- Medications that are prescribed and monitored by a physician
- Stress management (along with medication) to control manic and depressive episodes
- Counselling from a professional - Early intervention:
- trying to improve target areas in your life – school, work, recreation, healthy eating and exercise – can promote earlier recovery and fewer recurrences of the disorder.
Your physician and/or counselor can work with you until you have recovered more fully.
Try to talk to someone about how you feel. Sharing concerns with someone you trust can help keep you safe and direct you to medical help if necessary. Think about talking to:
- A parent or other family member
- Your school guidance counsellor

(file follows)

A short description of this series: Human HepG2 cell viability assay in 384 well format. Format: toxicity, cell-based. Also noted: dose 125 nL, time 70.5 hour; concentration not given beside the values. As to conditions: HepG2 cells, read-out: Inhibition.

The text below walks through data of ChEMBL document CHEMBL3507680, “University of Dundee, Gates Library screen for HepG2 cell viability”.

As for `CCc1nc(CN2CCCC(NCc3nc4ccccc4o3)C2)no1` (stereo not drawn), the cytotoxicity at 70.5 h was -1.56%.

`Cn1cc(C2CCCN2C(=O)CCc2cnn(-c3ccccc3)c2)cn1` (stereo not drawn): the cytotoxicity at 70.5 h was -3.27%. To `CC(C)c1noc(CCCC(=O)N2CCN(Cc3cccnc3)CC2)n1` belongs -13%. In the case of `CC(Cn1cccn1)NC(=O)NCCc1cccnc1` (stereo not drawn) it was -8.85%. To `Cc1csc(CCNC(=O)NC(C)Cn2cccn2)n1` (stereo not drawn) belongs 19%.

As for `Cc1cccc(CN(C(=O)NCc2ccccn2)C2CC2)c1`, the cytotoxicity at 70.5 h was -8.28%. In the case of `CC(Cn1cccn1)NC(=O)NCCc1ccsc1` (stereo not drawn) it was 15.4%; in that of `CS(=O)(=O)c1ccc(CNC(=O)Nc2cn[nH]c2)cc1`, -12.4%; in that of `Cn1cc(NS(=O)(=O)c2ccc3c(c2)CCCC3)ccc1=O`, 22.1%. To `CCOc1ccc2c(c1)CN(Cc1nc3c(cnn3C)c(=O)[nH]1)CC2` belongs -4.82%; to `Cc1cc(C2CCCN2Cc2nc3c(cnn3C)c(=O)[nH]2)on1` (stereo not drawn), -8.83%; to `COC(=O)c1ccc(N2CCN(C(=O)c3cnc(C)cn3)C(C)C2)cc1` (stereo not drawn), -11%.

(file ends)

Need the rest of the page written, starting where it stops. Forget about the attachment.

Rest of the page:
- Medical personnel, such as your doctor or a nurse at a clinic, band office or nursing station
- Staff at a teen clinic
Bipolar disorder is usually treated with medication and counselling. Counselling offers productive ways to deal with problems, and also helps you to find easier ways to talk about things that are bothering you. Counselling also teaches coping skills, which help you to manage any stresses you might be feeling. Sometimes this can take time, so it's best to keep attending counselling even if you find it slow or hard the first few times.
Remember that bipolar disorder can be treated successfully and recovery is expected, but ongoing monitoring and tailoring your treatment plan is also recommended to help promote an earlier recovery.